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Does Olympic Tradition Affect A Bid ?


NYCD 2012

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With cities from smaller countries lacking in olympic tradition such as Doha, Baku, Kuala Lumpur, Bangkok and Cairo sending bids for the olympics in recent races, one must ask, does olympics tradition really matter ? In the 2016 race, both Qatar and Azerbaijian sent bids.

Does a country with an illustrious olympic record such as Australia, Germany and Japan have an edge over countries with a not so great medal record such as India, Egypt or Qatar ? If yes, to how much of an extent ? Only thrice has the IOC awarded a games to an olympic minnows, Mexico 1968, Montreal 1976 and Sarajevo 1984.

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Only thrice has the IOC awarded a games to an olympic minnows, Mexico 1968, Montreal 1976 and Sarajevo 1984.

Add Barcelona 1992, Spain's record of medals was six in Moscow, hosting the games was an incredible boost for our olympic sport. We had won just 5 gold medals prior to Barcelona, where we got 13 in a single olympiad.

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With cities from smaller countries lacking in olympic tradition such as Doha, Baku, Kuala Lumpur, Bangkok and Cairo sending bids for the olympics in recent races, one must ask, does olympics tradition really matter ? In the 2016 race, both Qatar and Azerbaijian sent bids.

Does a country with an illustrious olympic record such as Australia, Germany and Japan have an edge over countries with a not so great medal record such as India, Egypt or Qatar ? If yes, to how much of an extent ? Only thrice has the IOC awarded a games to an olympic minnows, Mexico 1968, Montreal 1976 and Sarajevo 1984.

Montreal had bid in 1927 as a Winter Games candidate for 1932; and it is part of Canada, a winter sports power, so I don't think Montreal is exactly a "minnows." As a matter of fact, I'd put Athens on the border because they were nothing but a "sentimental" choice...not because Greece is a sports power by any stretch of the imagination.

ALso, Seoul was a "new frontiers" choice considering it was up against a more established Olympic country, Japan.

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Montreal had bid in 1927 as a Winter Games candidate for 1932; and it is part of Canada, a winter sports power, so I don't think Montreal is exactly a "minnows."

I've heard here on this forum that Canada didn't become a winter sports power until after Calgary and Albertville. Looking at their medal counts, that looks to be true.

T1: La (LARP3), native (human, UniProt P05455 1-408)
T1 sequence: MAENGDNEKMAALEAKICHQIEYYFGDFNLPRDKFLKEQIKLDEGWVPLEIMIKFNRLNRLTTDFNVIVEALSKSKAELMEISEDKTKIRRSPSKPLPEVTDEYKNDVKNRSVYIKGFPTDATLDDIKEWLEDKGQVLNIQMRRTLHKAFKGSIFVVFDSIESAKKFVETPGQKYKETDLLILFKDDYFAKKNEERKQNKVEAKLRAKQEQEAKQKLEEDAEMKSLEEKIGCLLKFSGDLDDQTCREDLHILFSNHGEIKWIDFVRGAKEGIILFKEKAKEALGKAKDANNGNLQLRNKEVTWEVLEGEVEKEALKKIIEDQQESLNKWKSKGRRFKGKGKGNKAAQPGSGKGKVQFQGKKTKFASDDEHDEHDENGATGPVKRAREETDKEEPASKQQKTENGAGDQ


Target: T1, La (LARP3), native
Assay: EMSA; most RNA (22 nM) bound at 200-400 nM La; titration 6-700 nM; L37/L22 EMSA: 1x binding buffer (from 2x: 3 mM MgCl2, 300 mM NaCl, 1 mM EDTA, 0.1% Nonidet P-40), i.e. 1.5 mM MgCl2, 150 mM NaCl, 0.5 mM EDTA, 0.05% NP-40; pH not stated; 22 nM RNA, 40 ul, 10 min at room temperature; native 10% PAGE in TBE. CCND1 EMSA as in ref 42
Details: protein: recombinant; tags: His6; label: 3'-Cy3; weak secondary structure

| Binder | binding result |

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With cities from smaller countries lacking in olympic tradition such as Doha, Baku, Kuala Lumpur, Bangkok and Cairo sending bids for the olympics in recent races, one must ask, does olympics tradition really matter ? In the 2016 race, both Qatar and Azerbaijian sent bids.

Does a country with an illustrious olympic record such as Australia, Germany and Japan have an edge over countries with a not so great medal record such as India, Egypt or Qatar ? If yes, to how much of an extent ? Only thrice has the IOC awarded a games to an olympic minnows, Mexico 1968, Montreal 1976 and Sarajevo 1984.

Canada, olympic minnows ?

What ?

For your information

Canada at Olympic :

Summer games : 24 participations, 58 GOLD, 94 SILVER, 104 BRONZE, total of 260 medals

Winter games : 20 participations, 38 GOLD, 38 SILVER, 43 BRONZE, total of 119 medals

So, combined games : total of 379 medals (total that will reach the 400 in few months)

How many country reach 400 ? only 13 (but 15 after Vancouver)

Just for compare with some country who battled for the 2016 Games :

Brazil had a grand total of 91 and Spain 115

I admit that Canada had the sad record (in 1976) to be the first host country to did'nt get a Gold medal.

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Well Canada does much better now because there are more disciplines and sports (many of which we excel in) and we've spent more money on elite sport development in things besides ice hockey, figure skating, and speed skating.

But if you look at winter sports in general (not exclusively OWG performance) we are rather strong. Not Norway strong (who punch much greater than their weight, in terms of population), but still pretty good. Winter sport culture here is strong.

I've heard here on this forum that Canada didn't become a winter sports power until after Calgary and Albertville. Looking at their medal counts, that looks to be true.